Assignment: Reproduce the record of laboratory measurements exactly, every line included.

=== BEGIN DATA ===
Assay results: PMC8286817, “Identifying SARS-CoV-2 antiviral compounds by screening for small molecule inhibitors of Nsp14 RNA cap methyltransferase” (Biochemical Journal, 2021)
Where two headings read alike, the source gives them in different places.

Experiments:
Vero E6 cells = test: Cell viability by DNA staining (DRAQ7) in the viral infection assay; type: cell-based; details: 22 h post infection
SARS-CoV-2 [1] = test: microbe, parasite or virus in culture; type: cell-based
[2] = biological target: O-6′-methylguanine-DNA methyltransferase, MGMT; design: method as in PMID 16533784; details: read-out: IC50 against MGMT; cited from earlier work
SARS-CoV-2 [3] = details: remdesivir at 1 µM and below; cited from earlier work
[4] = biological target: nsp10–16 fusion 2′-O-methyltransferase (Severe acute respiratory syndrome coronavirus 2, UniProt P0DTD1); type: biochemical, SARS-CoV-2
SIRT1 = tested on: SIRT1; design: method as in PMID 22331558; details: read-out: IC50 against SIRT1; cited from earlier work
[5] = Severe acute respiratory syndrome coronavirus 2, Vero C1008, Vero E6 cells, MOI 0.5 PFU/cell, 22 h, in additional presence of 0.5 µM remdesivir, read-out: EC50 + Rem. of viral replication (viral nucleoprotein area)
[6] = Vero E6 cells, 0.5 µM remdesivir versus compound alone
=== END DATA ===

Assay results: PMC8286817, “Identifying SARS-CoV-2 antiviral compounds by screening for small molecule inhibitors of Nsp14 RNA cap methyltransferase” (Biochemical Journal, 2021)
Where two headings read alike, the source gives them in different places.

Experiments:
Vero E6 cells = test: Cell viability by DNA staining (DRAQ7) in the viral infection assay; type: cell-based; details: 22 h post infection
SARS-CoV-2 [1] = test: microbe, parasite or virus in culture; type: cell-based
[2] = biological target: O-6′-methylguanine-DNA methyltransferase, MGMT; design: method as in PMID 16533784; details: read-out: IC50 against MGMT; cited from earlier work
SARS-CoV-2 [3] = details: remdesivir at 1 µM and below; cited from earlier work
[4] = biological target: nsp10–16 fusion 2′-O-methyltransferase (Severe acute respiratory syndrome coronavirus 2, UniProt P0DTD1); type: biochemical, SARS-CoV-2
SIRT1 = tested on: SIRT1; design: method as in PMID 22331558; details: read-out: IC50 against SIRT1; cited from earlier work
[5] = Severe acute respiratory syndrome coronavirus 2, Vero C1008, Vero E6 cells, MOI 0.5 PFU/cell, 22 h, in additional presence of 0.5 µM remdesivir, read-out: EC50 + Rem. of viral replication (viral nucleoprotein area)
[6] = Vero E6 cells, 0.5 µM remdesivir versus compound alone